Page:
the reference collections: favorable reviews or inclusion in basic reference
collection guides; reputation of the author or publisher; currency of
information; value for the price; and the expense of ongoing maintenance,
especially in the case of serial publications that will require frequent
To a very limited extent, items not falling strictly within the reference
format, but in high demand by library users, may be included in the reference
collection to allow maximum use, for example, civil service examination review
texts, business plans, resumes, etc. in order to insure their availability
in the Library at all times. Monographs are added to the reference collection
only if they present an overview of a subject that is not available in a
standard reference tool. Selected reference titles may be circulated at the
discretion of the agency head.
- Computer-Based Resources: This category includes computer-based
information resources available via the Internet or on a locally installed
CD-ROM. Digital information has become increasingly valuable to library users
because large quantities of data can be stored, manipulated, and the usage
tracked electronically. In some instances, this material may be available to
registered library users at remote locations via the Library's Web page.
This collection includes, but is not limited to, citation or full-text
databases and electronic books. The following criteria should be used when
considering computer-based resources for the collection: ease of use by
library users, including enhanced searching capabilities; price of print
format versus electronic; authority; accuracy; frequency of updating;
anticipated demand by library users; training requirements for staff and the
public; remote access capability; and licensing fees and usage restrictions.
Databases are made available under the auspices of the eiNetwork and are
purchased in one of four ways: 1) selected for statewide access from
Commonwealth Libraries as part of the Access Pennsylvania POWER library
project; 2) available in all libraries throughout Allegheny County and
selected by the Electronic Resources Evaluation Committee of the eiNetwork;
3) available system-wide for all Carnegie Library of Pittsburgh locations;
or 4) available at Carnegie Library of Pittsburgh in individual departments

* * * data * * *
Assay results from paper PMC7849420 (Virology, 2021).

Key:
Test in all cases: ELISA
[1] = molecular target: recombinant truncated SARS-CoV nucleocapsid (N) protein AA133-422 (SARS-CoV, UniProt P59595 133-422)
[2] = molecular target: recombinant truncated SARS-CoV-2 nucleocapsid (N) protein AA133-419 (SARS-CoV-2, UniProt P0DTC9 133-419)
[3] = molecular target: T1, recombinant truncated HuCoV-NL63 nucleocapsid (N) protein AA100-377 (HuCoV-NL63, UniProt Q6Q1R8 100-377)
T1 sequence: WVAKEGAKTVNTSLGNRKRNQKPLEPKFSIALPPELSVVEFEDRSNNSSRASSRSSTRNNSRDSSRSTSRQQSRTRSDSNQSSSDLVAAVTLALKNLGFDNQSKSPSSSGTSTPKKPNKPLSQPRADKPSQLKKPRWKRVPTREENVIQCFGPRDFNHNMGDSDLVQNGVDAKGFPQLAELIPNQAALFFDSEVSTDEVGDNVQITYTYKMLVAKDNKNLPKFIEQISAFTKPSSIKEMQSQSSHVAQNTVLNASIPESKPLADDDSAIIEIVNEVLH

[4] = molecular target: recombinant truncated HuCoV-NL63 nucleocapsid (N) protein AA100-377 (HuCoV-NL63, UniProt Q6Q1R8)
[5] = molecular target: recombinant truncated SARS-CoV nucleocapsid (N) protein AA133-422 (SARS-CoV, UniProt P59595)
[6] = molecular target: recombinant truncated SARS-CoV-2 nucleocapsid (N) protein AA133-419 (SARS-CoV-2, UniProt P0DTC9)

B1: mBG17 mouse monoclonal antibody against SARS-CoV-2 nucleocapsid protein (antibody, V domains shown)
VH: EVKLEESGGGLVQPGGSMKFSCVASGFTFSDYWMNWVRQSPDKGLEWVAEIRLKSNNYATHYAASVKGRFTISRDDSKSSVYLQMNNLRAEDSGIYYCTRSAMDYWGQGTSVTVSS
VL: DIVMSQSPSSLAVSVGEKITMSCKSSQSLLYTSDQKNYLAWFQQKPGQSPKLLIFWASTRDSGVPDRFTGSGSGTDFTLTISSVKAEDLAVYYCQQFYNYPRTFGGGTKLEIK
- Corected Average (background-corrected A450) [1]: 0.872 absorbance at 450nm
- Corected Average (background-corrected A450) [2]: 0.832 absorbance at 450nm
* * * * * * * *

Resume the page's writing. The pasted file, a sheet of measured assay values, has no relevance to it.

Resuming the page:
of the Main Library or other agencies.
- Videos and Digital Videodiscs (DVD): The Library's goal is to provide
a balanced collection including instructional, educational, and
literature-based videos as well as popular feature films. The following
selection criteria will be considered for videos and digital videodiscs:
favorable reviews in standard library reviewing sources; appropriateness
of the subject to the collection; appropriateness to the interests and skills
of the intended users; technical quality, i.e. clarity of picture and sound
quality; authority and competency of the producer; artistic merit and
reputation of the performers; the need for non-fiction and documentaries
to present accurate and current information; and cost. Some foreign language
films with English subtitles titles are chosen based on artistic merit and
Recorded Books: Recorded instructional, educational, fiction titles
and performances that parallel most areas of the general collection are made
available. At present, recorded books may be in either audiocassette or
compact disc format but future selection will take into account emerging
technologies and shifting demand. Both abridged and unabridged selections will
be purchased. In addition to the general criteria for selection, the following
criteria must be taken into account when selecting recorded books: authority
and competency of producer; artistic merit and reputation of the reader;
technical quality, i.e. sound quality; and value for the price.
Recorded Music: The Library strives to provide a collection of music
on compact disc and audiocassette that provides historical depth and
contemporary coverage, representing a broad variety of musical genres, and
taking into account the demand and interests of our customers. Selections
include instrumental and vocal recordings. The following criteria will be
taken into account when selecting music: authority and competency of producer;
artistic merit; technical quality; and cost.
- Images: Image collections are available in a variety of formats
including photographs, slides, and mounted pictures. As digital images